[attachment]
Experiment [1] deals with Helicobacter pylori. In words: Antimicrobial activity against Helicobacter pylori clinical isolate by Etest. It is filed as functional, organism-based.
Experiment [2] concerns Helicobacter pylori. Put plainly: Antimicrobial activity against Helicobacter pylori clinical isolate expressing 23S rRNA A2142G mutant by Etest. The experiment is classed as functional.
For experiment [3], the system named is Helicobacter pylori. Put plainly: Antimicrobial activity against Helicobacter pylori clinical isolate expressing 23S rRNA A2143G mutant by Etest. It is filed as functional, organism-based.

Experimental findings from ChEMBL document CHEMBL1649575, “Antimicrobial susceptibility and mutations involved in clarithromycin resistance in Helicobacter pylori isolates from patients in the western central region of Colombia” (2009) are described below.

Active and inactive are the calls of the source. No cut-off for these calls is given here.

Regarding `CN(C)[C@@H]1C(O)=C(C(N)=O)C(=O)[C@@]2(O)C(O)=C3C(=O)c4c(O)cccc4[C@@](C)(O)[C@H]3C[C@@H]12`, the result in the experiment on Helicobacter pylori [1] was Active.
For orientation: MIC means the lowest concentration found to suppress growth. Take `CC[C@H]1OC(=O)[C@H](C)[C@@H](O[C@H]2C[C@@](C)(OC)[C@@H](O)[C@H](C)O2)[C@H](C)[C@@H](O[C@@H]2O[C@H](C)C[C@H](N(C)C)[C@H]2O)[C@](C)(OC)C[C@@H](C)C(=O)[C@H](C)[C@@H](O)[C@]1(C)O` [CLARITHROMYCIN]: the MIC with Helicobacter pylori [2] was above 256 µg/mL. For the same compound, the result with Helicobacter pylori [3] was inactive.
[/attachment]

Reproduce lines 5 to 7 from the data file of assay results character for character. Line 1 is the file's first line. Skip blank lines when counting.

Active and inactive are the calls of the source. No cut-off for these calls is given here.

Regarding `CN(C)[C@@H]1C(O)=C(C(N)=O)C(=O)[C@@]2(O)C(O)=C3C(=O)c4c(O)cccc4[C@@](C)(O)[C@H]3C[C@@H]12`, the result in the experiment on Helicobacter pylori [1] was Active.
For orientation: MIC means the lowest concentration found to suppress growth. Take `CC[C@H]1OC(=O)[C@H](C)[C@@H](O[C@H]2C[C@@](C)(OC)[C@@H](O)[C@H](C)O2)[C@H](C)[C@@H](O[C@@H]2O[C@H](C)C[C@H](N(C)C)[C@H]2O)[C@](C)(OC)C[C@@H](C)C(=O)[C@H](C)[C@@H](O)[C@]1(C)O` [CLARITHROMYCIN]: the MIC with Helicobacter pylori [2] was above 256 µg/mL. For the same compound, the result with Helicobacter pylori [3] was inactive.